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The Marine Photographer’s Eye, Benjamin Mendlowitz – OCH Video Featuring Kiwi Classic Wooden Boats – The best photos of our fleet you will have ever seen!

Today’s story is rather special as the team at offcenterharbor.com have given waitematawoody readers access to their latest video that features woodys from this years Mahurangi Regatta. The OCH site contains over 500 videos (& 500 articles) that range from boatbuilding, to trimming sails, to a complete course on understanding every aspect of your marine diesel engine. There’s even a 42-part series on how to build a Caledonia Yawl camp cruiser. The collection of videos features mariners and craftspeople at the very top of the boating field, showing exactly how they do things, and which products they use in their work.

One of the OCH founders is Benjamin Mendlowitz who, in my eyes, is the worlds finest photographer of classic wooden boats, this January, Ben and his co-founders escaped the US winter and headed down under. Whilst in NZ their #1 mission was to attended the Mahurangi Regatta and to this end on the Saturday Jason Prew with My Girl & myself with Raindance hosted – Maynard Bray, Benjamin Mendlowitz & Steve Stone for a Regatta photo shoot.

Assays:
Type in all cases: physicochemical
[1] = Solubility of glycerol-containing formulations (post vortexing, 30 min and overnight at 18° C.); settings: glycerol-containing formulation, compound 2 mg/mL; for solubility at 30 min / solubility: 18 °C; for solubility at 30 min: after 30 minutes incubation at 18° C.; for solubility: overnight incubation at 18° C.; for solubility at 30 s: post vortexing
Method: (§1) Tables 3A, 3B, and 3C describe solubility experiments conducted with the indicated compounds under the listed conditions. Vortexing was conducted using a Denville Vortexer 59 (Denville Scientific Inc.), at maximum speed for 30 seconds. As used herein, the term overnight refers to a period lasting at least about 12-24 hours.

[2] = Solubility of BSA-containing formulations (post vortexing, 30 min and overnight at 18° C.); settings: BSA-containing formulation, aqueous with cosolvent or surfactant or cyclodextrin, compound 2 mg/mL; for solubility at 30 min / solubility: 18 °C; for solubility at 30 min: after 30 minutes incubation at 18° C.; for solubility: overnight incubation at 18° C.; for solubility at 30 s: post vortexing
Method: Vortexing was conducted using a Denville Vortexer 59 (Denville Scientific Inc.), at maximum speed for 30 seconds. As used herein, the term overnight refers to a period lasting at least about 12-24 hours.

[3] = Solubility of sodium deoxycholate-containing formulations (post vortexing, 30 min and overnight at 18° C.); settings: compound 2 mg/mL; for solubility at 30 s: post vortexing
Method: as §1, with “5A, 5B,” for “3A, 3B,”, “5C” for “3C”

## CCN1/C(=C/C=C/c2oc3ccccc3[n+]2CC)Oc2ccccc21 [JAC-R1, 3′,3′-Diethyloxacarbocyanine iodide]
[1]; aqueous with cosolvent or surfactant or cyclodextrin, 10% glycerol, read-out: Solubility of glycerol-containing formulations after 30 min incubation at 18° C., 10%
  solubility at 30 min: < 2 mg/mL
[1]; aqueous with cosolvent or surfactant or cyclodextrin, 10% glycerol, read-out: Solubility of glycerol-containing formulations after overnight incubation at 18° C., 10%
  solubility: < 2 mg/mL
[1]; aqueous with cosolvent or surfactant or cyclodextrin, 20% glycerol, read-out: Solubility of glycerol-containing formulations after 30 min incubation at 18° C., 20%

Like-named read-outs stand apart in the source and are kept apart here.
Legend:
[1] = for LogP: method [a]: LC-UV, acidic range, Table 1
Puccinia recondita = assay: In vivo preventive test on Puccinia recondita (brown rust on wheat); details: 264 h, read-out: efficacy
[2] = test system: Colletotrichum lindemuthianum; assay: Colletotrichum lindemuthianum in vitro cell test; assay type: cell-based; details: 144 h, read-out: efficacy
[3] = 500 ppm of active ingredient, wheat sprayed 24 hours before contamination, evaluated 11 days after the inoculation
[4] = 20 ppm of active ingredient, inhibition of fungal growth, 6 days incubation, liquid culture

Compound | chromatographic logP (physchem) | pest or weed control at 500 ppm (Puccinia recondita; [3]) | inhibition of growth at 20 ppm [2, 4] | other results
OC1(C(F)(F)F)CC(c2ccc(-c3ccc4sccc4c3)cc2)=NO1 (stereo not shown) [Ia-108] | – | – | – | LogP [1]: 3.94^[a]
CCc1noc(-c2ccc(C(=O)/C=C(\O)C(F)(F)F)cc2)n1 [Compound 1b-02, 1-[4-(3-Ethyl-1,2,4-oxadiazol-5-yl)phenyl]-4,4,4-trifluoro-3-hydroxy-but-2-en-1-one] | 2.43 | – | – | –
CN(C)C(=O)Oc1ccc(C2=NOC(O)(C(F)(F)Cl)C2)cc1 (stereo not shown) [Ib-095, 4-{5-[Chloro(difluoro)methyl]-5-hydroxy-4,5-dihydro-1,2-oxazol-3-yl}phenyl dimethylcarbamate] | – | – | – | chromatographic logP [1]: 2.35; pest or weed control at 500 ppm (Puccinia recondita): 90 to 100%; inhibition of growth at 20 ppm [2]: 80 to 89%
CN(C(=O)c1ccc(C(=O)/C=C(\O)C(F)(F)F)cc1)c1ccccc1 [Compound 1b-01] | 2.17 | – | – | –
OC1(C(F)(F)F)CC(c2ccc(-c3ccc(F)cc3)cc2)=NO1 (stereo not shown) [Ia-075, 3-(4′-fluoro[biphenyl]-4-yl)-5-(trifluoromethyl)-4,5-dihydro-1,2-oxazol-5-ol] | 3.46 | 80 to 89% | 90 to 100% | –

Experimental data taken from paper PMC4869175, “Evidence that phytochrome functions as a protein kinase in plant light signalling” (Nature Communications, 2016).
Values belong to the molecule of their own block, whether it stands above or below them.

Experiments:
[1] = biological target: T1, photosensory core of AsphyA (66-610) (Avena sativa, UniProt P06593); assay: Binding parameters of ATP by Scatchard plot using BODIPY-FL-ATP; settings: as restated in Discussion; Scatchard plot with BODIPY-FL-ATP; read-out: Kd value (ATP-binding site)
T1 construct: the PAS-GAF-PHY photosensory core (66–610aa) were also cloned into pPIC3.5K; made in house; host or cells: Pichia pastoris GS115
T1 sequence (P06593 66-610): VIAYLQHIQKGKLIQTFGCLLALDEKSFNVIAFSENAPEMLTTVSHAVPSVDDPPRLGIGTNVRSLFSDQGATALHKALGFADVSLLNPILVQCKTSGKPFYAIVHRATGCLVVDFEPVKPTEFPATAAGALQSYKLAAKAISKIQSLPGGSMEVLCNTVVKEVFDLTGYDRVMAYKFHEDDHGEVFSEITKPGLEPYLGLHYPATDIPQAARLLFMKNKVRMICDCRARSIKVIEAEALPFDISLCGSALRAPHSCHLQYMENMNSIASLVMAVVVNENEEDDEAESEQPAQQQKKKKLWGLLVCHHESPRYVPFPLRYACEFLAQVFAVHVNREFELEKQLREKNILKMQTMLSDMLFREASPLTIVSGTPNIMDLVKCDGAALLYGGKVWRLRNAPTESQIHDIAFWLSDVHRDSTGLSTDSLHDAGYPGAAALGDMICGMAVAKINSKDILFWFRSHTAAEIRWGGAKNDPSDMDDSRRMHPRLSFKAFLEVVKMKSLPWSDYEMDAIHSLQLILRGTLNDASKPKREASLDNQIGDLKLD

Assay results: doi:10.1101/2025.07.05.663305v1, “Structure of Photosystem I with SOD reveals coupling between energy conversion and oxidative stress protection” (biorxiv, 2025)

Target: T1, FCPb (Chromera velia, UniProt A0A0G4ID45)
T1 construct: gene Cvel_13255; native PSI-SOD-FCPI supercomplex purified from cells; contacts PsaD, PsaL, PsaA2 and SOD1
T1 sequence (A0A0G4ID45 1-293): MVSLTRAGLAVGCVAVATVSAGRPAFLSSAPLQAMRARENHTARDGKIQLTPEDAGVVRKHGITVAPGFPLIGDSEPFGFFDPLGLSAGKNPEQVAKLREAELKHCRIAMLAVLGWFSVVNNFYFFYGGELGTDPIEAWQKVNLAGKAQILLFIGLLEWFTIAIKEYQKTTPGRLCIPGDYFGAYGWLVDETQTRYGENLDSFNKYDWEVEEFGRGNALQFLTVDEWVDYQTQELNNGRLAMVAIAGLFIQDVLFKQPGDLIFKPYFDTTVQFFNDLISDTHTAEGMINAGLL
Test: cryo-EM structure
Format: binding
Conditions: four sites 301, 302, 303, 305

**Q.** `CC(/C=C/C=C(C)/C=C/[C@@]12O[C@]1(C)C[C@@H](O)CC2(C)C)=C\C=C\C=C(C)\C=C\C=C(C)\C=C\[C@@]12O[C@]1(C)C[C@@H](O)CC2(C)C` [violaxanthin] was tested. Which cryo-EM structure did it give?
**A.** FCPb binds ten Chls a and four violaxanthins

In the 11 minute video, Ben talks us through his day on the water filming woodys. In the opening section when Ben is commenting on our classic fleet he says “I was newly inspired in my photography”. When a photographer with as much experience as Benjamin Mendlowitz says that – that is saying something about our woody fleet. Plus the video is a master class for anyone interested in marine photography.

CLICK THE LINK BELOW AND SIT BACK AND ENJOY + CHECK OUT THE COOL OCH OFFER BELOW

https://www.offcenterharbor.com/videos/marine-photographers-eye-benjamin-mendlowitz-in-new-zealand/ww190523

SPECIAL 50% OFF – LIMITED TIME OFFER